By Steve Neavling
FBI Director Christopher Wray pledged Wednesday to fix the flaws found in the bureau’s applications for the Foreign Intelligence Surveillance Court (FISA).
Testifying before the House Judiciary Committee, Wray addressed findings by Justice Department’s inspector general Michael Horowitz that the bureau bungled its surveillance of Trump campaign adviser Carter Page. Horowitz said that the FBI’s applications to FISA Court to monitor Page contained “significant inaccuracies and omissions” and that agents “failed to meet the basic obligation” to ensure the applications were “scrupulously accurate.”
Horowitz, however, dismissed some conservatives’ longstanding allegations about the investigation into the Trump campaign, including that top FBI officials were motivated by political bias and illegally spied on Trump advisers.
“The failures highlighted in that report are unacceptable. Period,” Wray said. “They don’t reflect who the FBI is as an institution.”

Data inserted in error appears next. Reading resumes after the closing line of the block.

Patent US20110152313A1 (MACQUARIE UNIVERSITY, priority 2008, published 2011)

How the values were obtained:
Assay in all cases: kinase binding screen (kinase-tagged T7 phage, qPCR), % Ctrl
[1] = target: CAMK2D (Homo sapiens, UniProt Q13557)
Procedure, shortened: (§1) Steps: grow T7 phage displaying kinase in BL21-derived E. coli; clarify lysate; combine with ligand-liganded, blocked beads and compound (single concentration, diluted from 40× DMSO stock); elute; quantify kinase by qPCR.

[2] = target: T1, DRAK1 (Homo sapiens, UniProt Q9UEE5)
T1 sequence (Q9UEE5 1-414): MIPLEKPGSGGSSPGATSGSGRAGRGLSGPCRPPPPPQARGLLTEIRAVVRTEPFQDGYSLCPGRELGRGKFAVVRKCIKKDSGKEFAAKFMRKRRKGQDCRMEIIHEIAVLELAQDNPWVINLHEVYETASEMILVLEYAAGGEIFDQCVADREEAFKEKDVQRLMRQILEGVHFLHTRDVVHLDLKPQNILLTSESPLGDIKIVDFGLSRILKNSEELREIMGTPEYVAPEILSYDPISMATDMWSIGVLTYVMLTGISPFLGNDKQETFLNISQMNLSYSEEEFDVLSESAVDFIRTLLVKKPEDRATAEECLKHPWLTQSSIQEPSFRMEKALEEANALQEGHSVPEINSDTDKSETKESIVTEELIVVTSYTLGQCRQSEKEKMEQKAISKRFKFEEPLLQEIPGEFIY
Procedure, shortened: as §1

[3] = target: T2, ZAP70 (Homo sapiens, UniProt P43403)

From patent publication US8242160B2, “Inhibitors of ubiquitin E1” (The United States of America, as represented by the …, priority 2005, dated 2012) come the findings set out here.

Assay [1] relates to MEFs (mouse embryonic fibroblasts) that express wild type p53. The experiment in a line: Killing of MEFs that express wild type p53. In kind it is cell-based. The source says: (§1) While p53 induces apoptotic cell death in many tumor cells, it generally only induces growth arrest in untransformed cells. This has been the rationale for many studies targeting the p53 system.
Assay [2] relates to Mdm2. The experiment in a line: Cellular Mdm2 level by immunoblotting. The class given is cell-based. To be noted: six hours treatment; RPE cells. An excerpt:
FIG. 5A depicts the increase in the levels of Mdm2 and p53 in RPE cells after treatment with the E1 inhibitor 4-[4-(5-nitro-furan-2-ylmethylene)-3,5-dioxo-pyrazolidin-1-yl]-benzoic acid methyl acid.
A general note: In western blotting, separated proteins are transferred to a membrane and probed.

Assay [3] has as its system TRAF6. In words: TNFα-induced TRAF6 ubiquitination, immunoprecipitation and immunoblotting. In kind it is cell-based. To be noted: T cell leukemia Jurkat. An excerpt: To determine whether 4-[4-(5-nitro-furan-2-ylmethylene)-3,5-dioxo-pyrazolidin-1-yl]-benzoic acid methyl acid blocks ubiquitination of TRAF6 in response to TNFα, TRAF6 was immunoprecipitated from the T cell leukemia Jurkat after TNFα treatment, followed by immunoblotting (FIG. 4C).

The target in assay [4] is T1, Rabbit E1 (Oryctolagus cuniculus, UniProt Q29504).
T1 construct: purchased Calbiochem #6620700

Wray told lawmakers that the bureau had changed policies and procedures to clean up the process. That includes more training for FBI officials who apply for the warrants.
Saying the warrants are important to the FBI’s mission, Wray asked lawmakers to renew the FISA authorities, which are set to expire in March.
“I can assure members of this committee we need those FISA authorities,” Wray said. “We need the agility to stay ahead of the threat or we’re all going to regret it.”